Countryfile crew join staff and students at Newton Rigg College for programme on uplands

Footage to be broadcast on April 12 will include sections of hardy Luing cattle and dry stone walling

Countryfile Presenter Ellie Harrison, Matt Bagley, Low Beckside farm manager John Rowland, lecturer Natalie Parker and students at the farmstead
Countryfile Presenter Ellie Harrison, Matt Bagley, Low Beckside farm manager John Rowland, lecturer Natalie Parker and students at the farmstead

NOrthern agricultural college Newton Rigg is to appear on the BBC’s Countryfile after a television crew spent a day filming at its hill farm, Low Beckside.

Presenter Ellie Harrison visited the Cumbrian site on March 27 to interview staff and students about the challenges and opportunities presented by farming in the uplands.

The resulting footage will be broadcast on April 12 to around 7.5m viewers.

The crew was welcomed to Low Beckside by college principal Wes Johnson, before going on to speak to Matt Bagley, head of agriculture, and students Lilly Hodgson and Scott Jefferson.

Among the highlights of the programme will be section on the college’s recent addition of Luing cattle, a hardy breed originating from Scotland, ideally suited to living on higher land.

While the cameras rolled, the cows, which were purchased in January and have recently calved, were brought by a group of students from the in-bye land and taken to the nearby uplands for grazing.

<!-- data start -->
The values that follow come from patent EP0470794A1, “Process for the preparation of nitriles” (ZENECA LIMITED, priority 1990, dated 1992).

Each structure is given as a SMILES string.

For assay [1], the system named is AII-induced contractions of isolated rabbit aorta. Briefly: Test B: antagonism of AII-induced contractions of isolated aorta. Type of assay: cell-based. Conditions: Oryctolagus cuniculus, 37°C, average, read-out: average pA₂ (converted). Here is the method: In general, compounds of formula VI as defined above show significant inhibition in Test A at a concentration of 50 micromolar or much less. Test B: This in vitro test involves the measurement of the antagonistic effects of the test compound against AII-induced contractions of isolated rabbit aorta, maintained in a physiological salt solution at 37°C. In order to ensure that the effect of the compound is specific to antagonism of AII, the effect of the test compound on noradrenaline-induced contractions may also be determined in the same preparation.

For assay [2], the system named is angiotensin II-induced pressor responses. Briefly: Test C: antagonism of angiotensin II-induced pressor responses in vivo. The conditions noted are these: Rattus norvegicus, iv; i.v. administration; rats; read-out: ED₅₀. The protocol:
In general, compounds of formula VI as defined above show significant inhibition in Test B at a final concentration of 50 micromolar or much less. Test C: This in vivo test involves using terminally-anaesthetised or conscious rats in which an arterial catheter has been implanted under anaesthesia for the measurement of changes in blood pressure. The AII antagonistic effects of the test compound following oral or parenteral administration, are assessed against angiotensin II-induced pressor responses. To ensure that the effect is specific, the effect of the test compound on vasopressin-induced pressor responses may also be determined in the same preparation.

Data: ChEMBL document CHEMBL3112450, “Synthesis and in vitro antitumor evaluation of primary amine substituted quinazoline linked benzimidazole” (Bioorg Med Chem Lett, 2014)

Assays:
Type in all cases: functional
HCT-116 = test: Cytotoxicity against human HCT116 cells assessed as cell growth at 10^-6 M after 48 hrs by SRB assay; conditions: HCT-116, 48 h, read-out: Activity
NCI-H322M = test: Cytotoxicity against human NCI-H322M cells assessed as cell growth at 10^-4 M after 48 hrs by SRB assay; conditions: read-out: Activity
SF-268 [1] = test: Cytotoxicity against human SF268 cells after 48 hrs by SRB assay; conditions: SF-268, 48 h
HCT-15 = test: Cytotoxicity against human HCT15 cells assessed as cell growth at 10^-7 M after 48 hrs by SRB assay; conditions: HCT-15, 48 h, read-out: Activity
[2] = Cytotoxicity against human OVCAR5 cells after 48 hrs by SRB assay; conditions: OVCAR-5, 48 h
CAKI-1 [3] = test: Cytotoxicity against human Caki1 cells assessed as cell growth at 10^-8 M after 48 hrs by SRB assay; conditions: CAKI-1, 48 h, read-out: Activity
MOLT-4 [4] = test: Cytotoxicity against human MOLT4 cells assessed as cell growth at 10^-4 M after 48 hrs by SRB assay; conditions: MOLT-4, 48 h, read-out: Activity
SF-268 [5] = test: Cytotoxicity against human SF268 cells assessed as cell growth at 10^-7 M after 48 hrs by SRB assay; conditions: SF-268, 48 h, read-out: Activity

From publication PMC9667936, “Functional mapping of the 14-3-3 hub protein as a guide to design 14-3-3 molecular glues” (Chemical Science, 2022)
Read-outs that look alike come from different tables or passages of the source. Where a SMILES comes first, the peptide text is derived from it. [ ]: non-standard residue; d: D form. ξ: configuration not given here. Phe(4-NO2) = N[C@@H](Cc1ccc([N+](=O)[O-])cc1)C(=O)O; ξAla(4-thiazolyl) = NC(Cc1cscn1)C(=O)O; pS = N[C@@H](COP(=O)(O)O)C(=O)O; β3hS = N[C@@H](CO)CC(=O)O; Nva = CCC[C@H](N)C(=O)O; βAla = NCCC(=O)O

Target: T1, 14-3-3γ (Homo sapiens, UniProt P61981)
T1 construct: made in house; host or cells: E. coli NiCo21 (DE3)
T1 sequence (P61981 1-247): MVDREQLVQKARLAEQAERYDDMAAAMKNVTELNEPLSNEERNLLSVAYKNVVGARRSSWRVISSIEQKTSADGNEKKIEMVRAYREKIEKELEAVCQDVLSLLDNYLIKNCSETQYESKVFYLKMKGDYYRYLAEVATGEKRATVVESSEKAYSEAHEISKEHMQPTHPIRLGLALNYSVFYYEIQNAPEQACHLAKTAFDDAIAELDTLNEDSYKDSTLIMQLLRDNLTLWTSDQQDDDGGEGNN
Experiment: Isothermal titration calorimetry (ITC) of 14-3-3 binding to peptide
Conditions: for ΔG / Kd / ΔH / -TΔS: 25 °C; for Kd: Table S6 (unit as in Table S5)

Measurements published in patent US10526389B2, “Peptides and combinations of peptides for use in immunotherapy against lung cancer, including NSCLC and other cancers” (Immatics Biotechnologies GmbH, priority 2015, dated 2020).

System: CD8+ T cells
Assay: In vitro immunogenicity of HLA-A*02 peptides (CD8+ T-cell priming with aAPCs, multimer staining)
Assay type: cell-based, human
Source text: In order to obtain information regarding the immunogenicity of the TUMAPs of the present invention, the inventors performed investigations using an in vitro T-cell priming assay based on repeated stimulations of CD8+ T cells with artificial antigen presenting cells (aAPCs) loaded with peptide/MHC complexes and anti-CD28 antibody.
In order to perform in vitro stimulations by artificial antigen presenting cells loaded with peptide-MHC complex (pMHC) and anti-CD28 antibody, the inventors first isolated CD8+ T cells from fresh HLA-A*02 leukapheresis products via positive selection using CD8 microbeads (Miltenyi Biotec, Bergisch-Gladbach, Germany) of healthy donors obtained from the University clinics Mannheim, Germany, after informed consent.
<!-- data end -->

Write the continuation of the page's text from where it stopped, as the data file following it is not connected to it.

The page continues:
Countryfile Presenter Ellie Harrison joins students from Newton Rigg College for a dry stone walling session
Countryfile Presenter Ellie Harrison joins students from Newton Rigg College for a dry stone walling session

Filming with Cumbria Wildlife Trust followed, with the habitats provided by uplands dry stone walls being examined. The students, alongside Newton Rigg College lecturer Peter Armstrong, demonstrated the importance of keeping the walls in good repair.

Mr Bagley said: “We were delighted to be approached by the BBC and thoroughly enjoyed hosting the day.

“Farming in the uplands is such a vital part of the UK’s agriculture and countryside and where better to see that than in Cumbria and with our young people who are so passionate about hill farming.

“We are the only college to have an uplands farm and to draw students from across the country, many of whom are from hill farms.

“This, coupled with our lowland arable farms at York and our new dairy unit here at Newton Rigg, means we can provide a breadth of education across virtually all types of farming.

“The timing for the programme could not have been better as our uplands conference in May draws closer, when we will bring together many of the different interested groups to discuss its management.”

Catering for around 800 students, Newton Rigg College offers a range of further and higher education courses - including agriculture, horticulture, forestry and countryside management - as well as apprenticeship courses

In July 2011, it became part of the Yorkshire-based Askham Bryan College, which has a number of centres across the North East and North West.

A £3m investment plan, announced in November 2012, is currently under way, which will transform the campus, updating existing buildings and providing state-of-the-art facilities for students.

A new dairy unit was also completed in March last year and six months later a new agriculture centre, The Frank Parkinson Building, open.

Improvements to the equine facilities are likewise being carried out.

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